Help electronics are all frying

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  #1  
Old 08-09-11, 12:02 AM
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Help electronics are all frying

I am at a loss here and am clueless on what is happening. The other day I turned on my home theater receiver and noticed no sound coming from the speakers or even from the headphone jack so I just assumed that it overheated and is time to get a new one. Today, I tried to turn on my PC and it would not turn on even when plugged into different outlets. I assume it will need a new power supply. Just a moment ago, I went to turn on my PS3 to watch a movie and once again there is no power coming on even when tried on different outlets. Why are all my electronics getting fried? They are all behind power strips and the other things that are plugged into the same strips still seem to be working. There has been a few storms in the last couple days but nothing bad enough to lose power. Does anyone know what is going on here I can't afford to be losing any more electronics in my house. Thanks for any input you all may have?
 
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Old 08-09-11, 03:53 AM
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Welcome to the forums! Have the POCO come out and check for a floating ground or some other malady in your panel or their meter base. Don't wait until after lunch. Let us know what they find out.
 
  #3  
Old 08-09-11, 05:19 AM
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To expand on what Larry said, if you have a loose or poor ground connection coming into your home then the 220v service doesn't know how to balance itself and give you 110 volts on each side of the line. It will often remain 220v, but inside you may get 180v at some outlets and only 40 volts at others and it changes based upon what is running on each side.

Setting the technical explanation aside, the first place to go is your power company POCO, as they will come out immediately to check the connection to your home. If they are at fault, they may even help with your repairs, you can ask. This is a safety issue, so repeating from above, call now.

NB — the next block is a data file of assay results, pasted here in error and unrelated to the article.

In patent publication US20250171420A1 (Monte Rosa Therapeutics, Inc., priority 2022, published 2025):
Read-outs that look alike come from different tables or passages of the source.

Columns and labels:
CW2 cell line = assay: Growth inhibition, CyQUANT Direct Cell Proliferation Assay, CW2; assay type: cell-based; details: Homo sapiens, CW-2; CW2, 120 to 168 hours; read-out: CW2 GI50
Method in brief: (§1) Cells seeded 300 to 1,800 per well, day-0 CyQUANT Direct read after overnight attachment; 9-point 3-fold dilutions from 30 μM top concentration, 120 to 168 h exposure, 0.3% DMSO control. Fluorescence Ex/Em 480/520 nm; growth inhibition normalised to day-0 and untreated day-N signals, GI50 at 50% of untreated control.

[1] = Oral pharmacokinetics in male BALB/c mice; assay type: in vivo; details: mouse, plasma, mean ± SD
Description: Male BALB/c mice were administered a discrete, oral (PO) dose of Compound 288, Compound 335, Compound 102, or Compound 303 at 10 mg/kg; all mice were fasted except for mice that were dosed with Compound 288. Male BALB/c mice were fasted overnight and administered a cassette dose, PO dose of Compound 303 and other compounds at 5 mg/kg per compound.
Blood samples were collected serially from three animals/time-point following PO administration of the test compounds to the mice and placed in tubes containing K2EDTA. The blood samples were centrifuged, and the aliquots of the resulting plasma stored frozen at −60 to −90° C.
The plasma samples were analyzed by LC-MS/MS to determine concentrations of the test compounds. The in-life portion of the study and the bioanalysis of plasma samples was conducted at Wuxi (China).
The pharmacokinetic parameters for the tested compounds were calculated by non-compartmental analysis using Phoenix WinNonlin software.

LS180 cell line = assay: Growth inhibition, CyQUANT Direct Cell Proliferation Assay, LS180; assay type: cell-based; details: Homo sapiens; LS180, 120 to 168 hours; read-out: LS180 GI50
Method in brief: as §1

Bud
 
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Old 08-09-11, 07:47 PM
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nasachusetts,

Likely your service has lost ether the ground or the neutral connection, either altogether or intermittently. You need the help of a qualified electrician to correct this. If the neutral is lost and you have 120/240V in your house, the 120V outlets are using 1 or the other hot leg and neutral. Other circuits in the house are using the other hot leg and neutral. The power flows from hot to hot using the neutral between them and the neutral also carries any imbalance back to the transformer out on the pole. The neutral is required to maintain the 120V circuit voltages. If it looses connection back to the transformer the voltage floats and you may be supplying 150-240V to your 120V electronics, which some computer power supplies will handle, others not so well.

If you loose the ground, any over voltage spikes due to lightning strikes on the lines will not have a path to ground to take even if your electronics have surge protection. The lightning does not even have to be on your side of town to do this. A 6kV spike that only lasts for 8ms, that's 8/1000ths of a second, can do substantial damage but not be noticed by watching the lights when it happens.